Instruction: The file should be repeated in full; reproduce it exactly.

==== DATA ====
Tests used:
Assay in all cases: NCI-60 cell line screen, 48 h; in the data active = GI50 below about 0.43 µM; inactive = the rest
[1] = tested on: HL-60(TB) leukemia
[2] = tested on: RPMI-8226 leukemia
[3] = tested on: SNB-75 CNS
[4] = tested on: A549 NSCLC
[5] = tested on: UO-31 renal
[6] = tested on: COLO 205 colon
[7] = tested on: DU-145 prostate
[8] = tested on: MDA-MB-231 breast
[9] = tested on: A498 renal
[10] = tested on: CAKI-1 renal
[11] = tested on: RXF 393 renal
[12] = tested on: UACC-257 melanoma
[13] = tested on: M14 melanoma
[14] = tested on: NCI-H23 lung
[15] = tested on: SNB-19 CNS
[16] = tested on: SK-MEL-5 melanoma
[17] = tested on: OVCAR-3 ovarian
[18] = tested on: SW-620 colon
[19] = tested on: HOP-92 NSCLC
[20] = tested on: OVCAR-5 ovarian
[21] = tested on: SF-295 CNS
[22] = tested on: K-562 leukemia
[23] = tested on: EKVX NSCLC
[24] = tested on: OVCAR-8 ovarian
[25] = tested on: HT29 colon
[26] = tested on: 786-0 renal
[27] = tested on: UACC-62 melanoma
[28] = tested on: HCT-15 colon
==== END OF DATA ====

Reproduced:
Tests used:
Assay in all cases: NCI-60 cell line screen, 48 h; in the data active = GI50 below about 0.43 µM; inactive = the rest
[1] = tested on: HL-60(TB) leukemia
[2] = tested on: RPMI-8226 leukemia
[3] = tested on: SNB-75 CNS
[4] = tested on: A549 NSCLC
[5] = tested on: UO-31 renal
[6] = tested on: COLO 205 colon
[7] = tested on: DU-145 prostate
[8] = tested on: MDA-MB-231 breast
[9] = tested on: A498 renal
[10] = tested on: CAKI-1 renal
[11] = tested on: RXF 393 renal
[12] = tested on: UACC-257 melanoma
[13] = tested on: M14 melanoma
[14] = tested on: NCI-H23 lung
[15] = tested on: SNB-19 CNS
[16] = tested on: SK-MEL-5 melanoma
[17] = tested on: OVCAR-3 ovarian
[18] = tested on: SW-620 colon
[19] = tested on: HOP-92 NSCLC
[20] = tested on: OVCAR-5 ovarian
[21] = tested on: SF-295 CNS
[22] = tested on: K-562 leukemia
[23] = tested on: EKVX NSCLC
[24] = tested on: OVCAR-8 ovarian
[25] = tested on: HT29 colon
[26] = tested on: 786-0 renal
[27] = tested on: UACC-62 melanoma
[28] = tested on: HCT-15 colon